When Artists Change Their Style

Whether you’re switching from pop to indie or from indie to pop, introducing yourself and your fans to entirely different genre is not always easy. If you started your career as a pop singer and then decide to lean towards indie, or something more ‘quirky’ like rock or electronica, you cannot achieve a sense of authenticity according to the public, yet if you do this vice versa you begin to lose this sense of authenticity.

Take Radiohead for example. Whilst the Oxfordshire based experimental band’s 1997 album Ok Computer wouldn’t exactly be described as mainstream, it appealed to the British 90s audience and was deemed as ‘cool’. Contrarily, their follow up 2000 album Kid A wasn’t received as well due to music culture being predominantly Brit pop and this project being heavily electronic. The only form of electronica that consisted of a large audience at this time was dance, and even that was beginning to fade out.

A band that did quite the opposite of Radiohead was No Doubt. They had hovered around the ska scene for nine years before their infamous pop ballad ‘Don’t Speak’ was released. It may be just me, but after having a quick scan of their debut No Doubt and their pop rock successor Tragic Kingdom, they aren’t ‘too’ different in terms of sound. Tragic Kingdom still incorporates elements of their previous fun yet complicated melodies, just a little more toned down to fit in with the pop setting they had inserted themselves into. In spite of this, many of their original ska fans turned away after they gathered mainstream attention, only for the Californian successes to build a bigger fanbase.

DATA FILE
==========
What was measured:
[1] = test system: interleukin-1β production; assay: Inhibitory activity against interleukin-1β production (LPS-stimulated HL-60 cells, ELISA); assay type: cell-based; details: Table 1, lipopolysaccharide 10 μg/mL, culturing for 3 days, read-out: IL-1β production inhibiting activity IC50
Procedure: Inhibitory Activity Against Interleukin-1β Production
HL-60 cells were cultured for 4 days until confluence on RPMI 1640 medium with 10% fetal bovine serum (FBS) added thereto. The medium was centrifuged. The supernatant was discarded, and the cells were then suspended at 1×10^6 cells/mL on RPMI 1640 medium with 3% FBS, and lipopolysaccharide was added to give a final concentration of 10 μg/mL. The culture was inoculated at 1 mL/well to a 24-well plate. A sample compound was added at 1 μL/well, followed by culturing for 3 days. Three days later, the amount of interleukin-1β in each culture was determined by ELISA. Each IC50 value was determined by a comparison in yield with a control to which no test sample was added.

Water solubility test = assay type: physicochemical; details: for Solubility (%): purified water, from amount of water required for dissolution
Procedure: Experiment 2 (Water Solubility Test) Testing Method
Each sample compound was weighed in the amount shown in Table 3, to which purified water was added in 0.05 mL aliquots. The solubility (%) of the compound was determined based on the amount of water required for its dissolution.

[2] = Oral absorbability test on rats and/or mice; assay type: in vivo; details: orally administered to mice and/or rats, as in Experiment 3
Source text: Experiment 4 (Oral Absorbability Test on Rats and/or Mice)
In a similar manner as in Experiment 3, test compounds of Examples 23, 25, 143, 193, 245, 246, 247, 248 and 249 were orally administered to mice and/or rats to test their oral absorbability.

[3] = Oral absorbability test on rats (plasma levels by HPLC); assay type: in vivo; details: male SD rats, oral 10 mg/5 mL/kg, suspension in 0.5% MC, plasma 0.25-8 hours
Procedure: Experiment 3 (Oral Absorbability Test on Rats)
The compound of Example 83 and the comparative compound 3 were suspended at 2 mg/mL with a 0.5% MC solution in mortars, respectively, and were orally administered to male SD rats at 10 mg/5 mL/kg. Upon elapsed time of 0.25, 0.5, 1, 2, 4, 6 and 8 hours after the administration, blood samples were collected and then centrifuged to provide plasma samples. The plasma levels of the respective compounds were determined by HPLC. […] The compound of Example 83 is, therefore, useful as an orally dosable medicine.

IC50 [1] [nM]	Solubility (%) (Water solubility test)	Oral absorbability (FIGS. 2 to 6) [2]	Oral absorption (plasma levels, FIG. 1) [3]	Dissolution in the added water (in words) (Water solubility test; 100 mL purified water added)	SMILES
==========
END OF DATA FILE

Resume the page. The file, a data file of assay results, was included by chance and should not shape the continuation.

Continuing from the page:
“Sometimes change be good though” argues Folklore and Evermore by Taylor Swift. Maybe heading in a different direction musically is becoming more accepted now, or maybe the general public are so desperate for a modern musician to surprise them, after fifteen years of pop artists being afraid to do just that. The Indie sisters Folklore and Evermore may not be Swift’s best selling in terms of figures, however it’s clear that they acquainted her with new audiences; the middle aged indie lovers, the people too afraid to listen to something described as ‘pop’, fussy music journalists. The Guardian described Folklore as ’emotional acuity’. The Independent said Evermore was ‘full of haunting tales that transform speakers into campfires.’

So to conclude I believe it makes things interesting when artists change their style, whether they decide to attract radio listeners or venture into the complicated world of Indie. Maybe your vocals are so versatile that you can do all kinds of music, like Bruno Mars, who not too long ago formed the Soul R&B group ‘Silk Sonic’ with Andersen Paak. Maybe you don’t like the media attention and begin to enjoy something less commercial, assembling a smaller yet committed fanbase along the way.

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